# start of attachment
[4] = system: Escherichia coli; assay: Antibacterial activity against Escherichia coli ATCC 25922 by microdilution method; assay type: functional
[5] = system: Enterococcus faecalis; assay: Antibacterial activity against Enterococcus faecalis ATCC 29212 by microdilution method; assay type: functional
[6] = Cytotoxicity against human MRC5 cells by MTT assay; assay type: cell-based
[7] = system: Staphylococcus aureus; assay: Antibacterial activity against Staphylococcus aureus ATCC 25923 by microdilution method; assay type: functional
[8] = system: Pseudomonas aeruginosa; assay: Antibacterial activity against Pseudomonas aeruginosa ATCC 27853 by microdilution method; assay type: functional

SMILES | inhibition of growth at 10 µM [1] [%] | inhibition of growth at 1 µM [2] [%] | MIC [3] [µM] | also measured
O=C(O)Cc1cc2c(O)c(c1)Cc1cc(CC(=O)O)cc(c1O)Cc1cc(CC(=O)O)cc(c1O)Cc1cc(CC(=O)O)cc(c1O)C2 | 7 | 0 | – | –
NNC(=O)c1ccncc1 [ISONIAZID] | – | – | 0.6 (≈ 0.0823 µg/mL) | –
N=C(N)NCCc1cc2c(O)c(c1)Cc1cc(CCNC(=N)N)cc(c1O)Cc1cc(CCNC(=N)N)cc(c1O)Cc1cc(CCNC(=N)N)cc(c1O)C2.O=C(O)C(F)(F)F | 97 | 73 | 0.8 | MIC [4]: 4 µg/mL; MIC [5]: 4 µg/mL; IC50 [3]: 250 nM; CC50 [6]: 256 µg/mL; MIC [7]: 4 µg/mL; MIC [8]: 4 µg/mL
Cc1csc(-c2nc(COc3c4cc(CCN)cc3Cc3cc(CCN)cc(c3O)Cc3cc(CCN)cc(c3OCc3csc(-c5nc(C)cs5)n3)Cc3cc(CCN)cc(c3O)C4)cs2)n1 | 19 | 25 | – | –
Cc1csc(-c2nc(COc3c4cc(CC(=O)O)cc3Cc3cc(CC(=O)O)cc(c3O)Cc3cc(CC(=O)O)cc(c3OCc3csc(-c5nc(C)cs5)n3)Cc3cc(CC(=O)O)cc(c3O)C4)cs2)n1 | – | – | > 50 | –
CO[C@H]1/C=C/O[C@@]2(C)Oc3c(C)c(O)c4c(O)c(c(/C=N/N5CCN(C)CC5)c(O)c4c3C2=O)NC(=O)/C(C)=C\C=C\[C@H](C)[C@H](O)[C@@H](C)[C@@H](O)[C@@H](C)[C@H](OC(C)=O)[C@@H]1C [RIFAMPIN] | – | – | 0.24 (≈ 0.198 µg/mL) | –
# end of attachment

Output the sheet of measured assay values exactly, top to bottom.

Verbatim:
[4] = system: Escherichia coli; assay: Antibacterial activity against Escherichia coli ATCC 25922 by microdilution method; assay type: functional
[5] = system: Enterococcus faecalis; assay: Antibacterial activity against Enterococcus faecalis ATCC 29212 by microdilution method; assay type: functional
[6] = Cytotoxicity against human MRC5 cells by MTT assay; assay type: cell-based
[7] = system: Staphylococcus aureus; assay: Antibacterial activity against Staphylococcus aureus ATCC 25923 by microdilution method; assay type: functional
[8] = system: Pseudomonas aeruginosa; assay: Antibacterial activity against Pseudomonas aeruginosa ATCC 27853 by microdilution method; assay type: functional

SMILES | inhibition of growth at 10 µM [1] [%] | inhibition of growth at 1 µM [2] [%] | MIC [3] [µM] | also measured
O=C(O)Cc1cc2c(O)c(c1)Cc1cc(CC(=O)O)cc(c1O)Cc1cc(CC(=O)O)cc(c1O)Cc1cc(CC(=O)O)cc(c1O)C2 | 7 | 0 | – | –
NNC(=O)c1ccncc1 [ISONIAZID] | – | – | 0.6 (≈ 0.0823 µg/mL) | –
N=C(N)NCCc1cc2c(O)c(c1)Cc1cc(CCNC(=N)N)cc(c1O)Cc1cc(CCNC(=N)N)cc(c1O)Cc1cc(CCNC(=N)N)cc(c1O)C2.O=C(O)C(F)(F)F | 97 | 73 | 0.8 | MIC [4]: 4 µg/mL; MIC [5]: 4 µg/mL; IC50 [3]: 250 nM; CC50 [6]: 256 µg/mL; MIC [7]: 4 µg/mL; MIC [8]: 4 µg/mL
Cc1csc(-c2nc(COc3c4cc(CCN)cc3Cc3cc(CCN)cc(c3O)Cc3cc(CCN)cc(c3OCc3csc(-c5nc(C)cs5)n3)Cc3cc(CCN)cc(c3O)C4)cs2)n1 | 19 | 25 | – | –
Cc1csc(-c2nc(COc3c4cc(CC(=O)O)cc3Cc3cc(CC(=O)O)cc(c3O)Cc3cc(CC(=O)O)cc(c3OCc3csc(-c5nc(C)cs5)n3)Cc3cc(CC(=O)O)cc(c3O)C4)cs2)n1 | – | – | > 50 | –
CO[C@H]1/C=C/O[C@@]2(C)Oc3c(C)c(O)c4c(O)c(c(/C=N/N5CCN(C)CC5)c(O)c4c3C2=O)NC(=O)/C(C)=C\C=C\[C@H](C)[C@H](O)[C@@H](C)[C@@H](O)[C@@H](C)[C@H](OC(C)=O)[C@@H]1C [RIFAMPIN] | – | – | 0.24 (≈ 0.198 µg/mL) | –